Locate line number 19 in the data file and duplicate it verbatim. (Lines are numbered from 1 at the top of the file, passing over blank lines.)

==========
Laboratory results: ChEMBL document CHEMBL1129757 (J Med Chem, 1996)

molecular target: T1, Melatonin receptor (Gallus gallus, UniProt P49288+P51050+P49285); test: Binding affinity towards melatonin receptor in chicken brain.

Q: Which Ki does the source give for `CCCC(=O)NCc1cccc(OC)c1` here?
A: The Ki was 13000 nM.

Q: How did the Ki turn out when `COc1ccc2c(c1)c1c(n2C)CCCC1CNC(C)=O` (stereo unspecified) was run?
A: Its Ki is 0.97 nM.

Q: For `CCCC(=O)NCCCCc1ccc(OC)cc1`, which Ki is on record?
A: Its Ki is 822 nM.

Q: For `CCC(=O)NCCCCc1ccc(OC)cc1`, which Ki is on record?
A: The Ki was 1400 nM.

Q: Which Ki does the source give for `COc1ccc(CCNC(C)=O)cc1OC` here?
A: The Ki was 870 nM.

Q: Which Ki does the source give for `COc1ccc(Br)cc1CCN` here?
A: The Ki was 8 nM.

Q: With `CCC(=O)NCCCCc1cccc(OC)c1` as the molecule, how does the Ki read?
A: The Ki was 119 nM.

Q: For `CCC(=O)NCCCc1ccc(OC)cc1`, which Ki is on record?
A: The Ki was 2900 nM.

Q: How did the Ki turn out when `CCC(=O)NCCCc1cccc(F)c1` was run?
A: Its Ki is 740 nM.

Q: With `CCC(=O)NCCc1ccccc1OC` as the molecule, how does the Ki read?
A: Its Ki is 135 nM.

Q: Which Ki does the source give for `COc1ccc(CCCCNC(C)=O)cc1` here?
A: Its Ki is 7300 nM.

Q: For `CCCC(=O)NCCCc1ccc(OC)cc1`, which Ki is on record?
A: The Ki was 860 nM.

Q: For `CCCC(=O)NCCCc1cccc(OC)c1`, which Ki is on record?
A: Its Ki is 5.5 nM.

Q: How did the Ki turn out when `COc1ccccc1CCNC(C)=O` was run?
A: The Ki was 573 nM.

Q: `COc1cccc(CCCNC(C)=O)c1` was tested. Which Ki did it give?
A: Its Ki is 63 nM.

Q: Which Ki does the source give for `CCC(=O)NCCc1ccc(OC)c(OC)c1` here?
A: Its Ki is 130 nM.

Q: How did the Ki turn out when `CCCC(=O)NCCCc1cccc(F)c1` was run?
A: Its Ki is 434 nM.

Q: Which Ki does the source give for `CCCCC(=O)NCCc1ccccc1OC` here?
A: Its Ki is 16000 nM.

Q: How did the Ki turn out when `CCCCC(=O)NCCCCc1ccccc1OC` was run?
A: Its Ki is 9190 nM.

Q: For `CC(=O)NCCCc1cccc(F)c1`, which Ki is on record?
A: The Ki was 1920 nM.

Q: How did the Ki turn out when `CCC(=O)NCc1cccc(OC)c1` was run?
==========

Q: How did the Ki turn out when `CCC(=O)NCCCc1cccc(F)c1` was run?